Understanding Capital Gains Tax


You have an asset that has increased in value and you are feeling pretty proud of your great investment result. But before you start celebrating your windfall it is best to understand the tax implications. That’s right, the tax man doesn’t just want to tax your income, but also profits from the sale of an asset. Keeping that in mind, if you understand what your obligations are you can ensure that you maximise on your profits and reduce your tax liability as much as possible.
An asset as defined by the Australian Taxation Office (ATO) includes real estate (land or residence), shares which includes those in managed funds, businesses, collectables such as jewellery and personal use assets.

How Is Capital Gains Tax Calculated?
The CGT is triggered by an event. We normally think of this as when an asset is sold, however, it can also include when it is given away, destroyed or if the owner stops being an Australian resident. The gain is then added to your personal income tax assessment and taxed at your marginal tax rate. Of course, if the gain is large enough it can move you into a higher tax rate.

The capital gain is assessed in the year that it is sold (or the event occurs), and is assessed based on the value when the asset was created or purchased compared to its value now.

Capital Loss

After the gross gain has been determined, you can then take away eligible capital losses. For example if you sold two parcels of shares, one for a profit of $3000 and another for a loss of $1000 then the capital gain that needs to be assessed is only $2000. If you end up with an overall capital loss, this can’t be written off against your income tax, however, you can carry it over for future years and write it off against other capital gains.

This is important, because you may choose to sell something for a profit this year because you have a previous capital loss that you can write this profit off against.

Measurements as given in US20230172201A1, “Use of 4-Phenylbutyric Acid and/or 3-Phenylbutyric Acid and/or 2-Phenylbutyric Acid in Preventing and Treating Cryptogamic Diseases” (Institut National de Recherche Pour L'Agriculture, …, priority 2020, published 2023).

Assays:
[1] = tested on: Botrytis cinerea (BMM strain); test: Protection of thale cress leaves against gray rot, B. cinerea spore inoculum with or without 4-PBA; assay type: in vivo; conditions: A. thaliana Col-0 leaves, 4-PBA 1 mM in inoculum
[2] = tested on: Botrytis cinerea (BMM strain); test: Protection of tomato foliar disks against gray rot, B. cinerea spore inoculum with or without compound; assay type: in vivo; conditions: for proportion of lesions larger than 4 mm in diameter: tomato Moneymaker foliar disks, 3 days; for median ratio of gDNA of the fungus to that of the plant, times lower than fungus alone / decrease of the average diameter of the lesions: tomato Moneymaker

Applying Discounts vs Indexation
For complying super funds and individuals, if the asset has been held for longer than 12 months then a 50% discount applies. (This doesn’t apply to companies). If the asset was purchased prior to September 1999 then you may choose to increase the cost base by an indexation factor so that you aren’t paying the inflation portion of gain. However, it is important to assess this carefully as you can’t claim the 50% discount and the indexation, so you need to choose wisely. 

Exceptions & Exemptions
There are a few exceptions, items that don’t incur a capital gain, these include:

  • An asset acquired before 20 September 1985
  • Cars, motorcycles and similar vehicles
  • Compensation received for personal injury
  • Sale of your residential home
  • A collectable such as antique which you acquired for less than $500
  • Business and company shares under certain specific conditions (see you accountant for more information).
There are some complexities with capital gains tax. It is advisable that you seek advice if you are looking at selling an asset and want to minimise your taxation liabilities.
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About Author

Tanya Moran
Tanya Moran

Tanya Moran is a Senior Partner and the Lead Taxation Partner of Azure Group. She has more than 20 years' experience working with a large array of businesses from small accounting firms to large international corporations.

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